Clones, or mirror characters, reflection characters, variation-on-theme characters, are characters who highlight, through comparison and contrast, aspects–especially thematic aspects and stakes–of the main character. Let’s see if we can develop some clones for a couple of the one-liners we’ve got going:
1. Our human-rights-attorney story: When the money runs out before the case against his transgender partner is over, a human rights lawyer joins a prestigious and wealthy law firm not knowing that the managing partner is the devil behind the lawsuit. Our thematic premise is:
Standing up to those in power leads to self empowerment;
cowering to those in power leads to disempowerment.
Let’s say we want our main character and his partner to succeed. That means we could use a clone to show failure, which, for our story, is cowering and disempowerment.
For our lawyer’s clone, we could have another lawyer at the firm who came in as an accomplished idealist who succumbs to the pressures of the firm and, dramatizing his disempowerment, starts to drink and do what the firm tells him even though he hates himself for it and maybe he commits suicide.
Then for our transgender character, we could have maybe a previous transgender character, who was recruited by human rights attorneys to be the face of a case that would push and expand civil rights legalities. And we could show how that client succumbed to the threats and pressures of a clone–or even the same–law firm and managing devil partner. Maybe this person became afraid of people, afraid of going outside, and became a recluse.
Our main character will eventually show courage in standing up for himself, so when the story starts out he needs to be someone who cowers. Maybe he’s had it easy so far in his legal cases; he hasn’t had much push back. Meanwhile the devil attorney has had plenty of pressure and pushback and just gets stronger.
To show this in the movies, they would cross-cut back and forth showing each attorney at work: our hero having easy but successful cases with lots of financial and intellectual help, one time cowering and giving in at the slightest pushback, but still having an overall successful career so far; and our antagonist maybe starting out with everything against him, poor, no role models, no mentors, busting his ass and standing up tall to people who should intimidate him into giving up; he loses some, but wins too, until, years later, he’s now managing partner at this prestigious firm.
If we used a dual perspective point-of-view, we could show this comparison and contrast too.
Stakes could include jail or death or injury or loss of the relationship. We’ve already got an attorney above showing death is possible and maybe the clone client ended up in jail for a while, where he was roughed up and maimed. And maybe they go to speak to the clone’s former partner who is still devastated by the deterioration and eventual loss of the relationship.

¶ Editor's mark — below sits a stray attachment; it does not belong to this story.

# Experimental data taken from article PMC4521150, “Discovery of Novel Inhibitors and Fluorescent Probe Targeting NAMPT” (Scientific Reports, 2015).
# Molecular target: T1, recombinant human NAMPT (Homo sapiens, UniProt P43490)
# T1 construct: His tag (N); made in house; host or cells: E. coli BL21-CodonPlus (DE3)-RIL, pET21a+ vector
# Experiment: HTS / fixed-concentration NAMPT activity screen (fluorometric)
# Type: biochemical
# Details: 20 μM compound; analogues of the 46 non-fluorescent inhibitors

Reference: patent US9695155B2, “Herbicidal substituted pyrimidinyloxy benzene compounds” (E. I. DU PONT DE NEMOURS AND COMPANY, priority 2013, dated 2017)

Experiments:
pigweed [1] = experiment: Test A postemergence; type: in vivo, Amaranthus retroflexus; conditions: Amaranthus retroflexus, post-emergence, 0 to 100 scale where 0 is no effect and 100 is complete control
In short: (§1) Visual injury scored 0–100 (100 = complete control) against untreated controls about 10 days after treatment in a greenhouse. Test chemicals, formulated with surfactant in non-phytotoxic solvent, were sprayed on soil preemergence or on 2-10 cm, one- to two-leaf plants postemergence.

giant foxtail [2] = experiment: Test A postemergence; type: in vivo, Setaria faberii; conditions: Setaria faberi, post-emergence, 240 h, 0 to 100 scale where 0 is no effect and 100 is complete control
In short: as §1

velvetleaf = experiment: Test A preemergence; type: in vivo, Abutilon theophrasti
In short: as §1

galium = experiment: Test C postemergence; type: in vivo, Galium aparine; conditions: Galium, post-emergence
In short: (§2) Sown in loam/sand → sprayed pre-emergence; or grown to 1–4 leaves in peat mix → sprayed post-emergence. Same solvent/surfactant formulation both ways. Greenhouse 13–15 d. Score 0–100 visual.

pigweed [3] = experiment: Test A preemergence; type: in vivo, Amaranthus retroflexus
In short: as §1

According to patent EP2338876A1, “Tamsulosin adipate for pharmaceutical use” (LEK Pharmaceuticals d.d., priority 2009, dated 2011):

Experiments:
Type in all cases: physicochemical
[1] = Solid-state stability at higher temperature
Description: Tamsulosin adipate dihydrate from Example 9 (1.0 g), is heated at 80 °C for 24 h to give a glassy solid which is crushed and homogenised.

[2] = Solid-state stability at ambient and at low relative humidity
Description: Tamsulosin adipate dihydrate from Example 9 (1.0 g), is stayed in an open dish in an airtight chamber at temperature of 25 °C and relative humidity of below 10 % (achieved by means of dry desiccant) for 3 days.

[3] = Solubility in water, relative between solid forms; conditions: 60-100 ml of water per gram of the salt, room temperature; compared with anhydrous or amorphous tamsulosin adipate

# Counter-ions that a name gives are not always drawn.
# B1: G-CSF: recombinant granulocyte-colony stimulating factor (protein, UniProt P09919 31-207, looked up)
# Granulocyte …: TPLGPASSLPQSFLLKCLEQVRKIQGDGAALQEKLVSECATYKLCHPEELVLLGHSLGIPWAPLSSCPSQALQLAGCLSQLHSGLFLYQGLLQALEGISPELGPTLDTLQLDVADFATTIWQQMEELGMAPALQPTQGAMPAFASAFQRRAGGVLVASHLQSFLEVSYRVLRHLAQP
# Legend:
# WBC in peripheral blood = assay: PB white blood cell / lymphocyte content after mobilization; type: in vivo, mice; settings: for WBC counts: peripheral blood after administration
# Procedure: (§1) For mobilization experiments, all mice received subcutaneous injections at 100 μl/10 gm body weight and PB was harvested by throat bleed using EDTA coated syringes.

2. Our diamond bullets story: When his brother’s gang develops a diamond bullet that can penetrate bulletproof vests, a scholarship student must decide whether to help his brother avenge the death of their gang-leader father or protect the father of his girlfriend, the Police Commissioner of New York City. Our thematic premise is:
Acceptance leads to family;
Revenge leads to loss of family.
So, again, let’s have our main character be successful. This means we want someone else to show that revenge leads to loss of family. I think the obvious clone here is the gang-leader father who was killed. We could expand on this so that he was In the process of trying to exact revenge for something (maybe something to do with the diamond bullets–keeping the story tight) when he was murdered, leading to the brothers becoming fatherless, losing their family.
Our main character grew up in a tough environment, with a dad and older brother both heavily involved in gangs and violence and the other stuff that goes along with that. Here we can compare and contrast the two brothers. We can see just how upstanding our main character is, in that he is going to a prestigious school by means of an academic scholarship, by contrasting him against what he could have become: his brother grew up in the same circumstances, but shunned school to instead follow in their dad’s violent footsteps.
We, of course, can have the brother kill someone to show that the stakes for the Police Commissioner are real. We could also show a kid at our main character’s school being expelled for a meager offense, maybe he drops a cigarette, and that’s enough at this private school to be expelled. And, of course, that’s way less of an offense than the amount of drugs the gang threatens to plant on our main character in order to get him to help them kill the Commissioner. So once those drugs are planted and only the gang knows where, we feel for the kid because we know he’ll be expelled when the gang bribes a student into reporting the drugs and saying that our main character hid them there.
Well that’s it for me. What about you? What sort of creative ways have you come up with for using clones to show variations on theme and aspects of character and stakes?
UP NEXT, ON MONDAY
We’ll dig deeper into theme by looking at other thematic tools that can show, rather than tell, our theme.
If you found this post helpful, please feel free to share it, and please join the mailing list to receive updates about new tool posts. Thank you!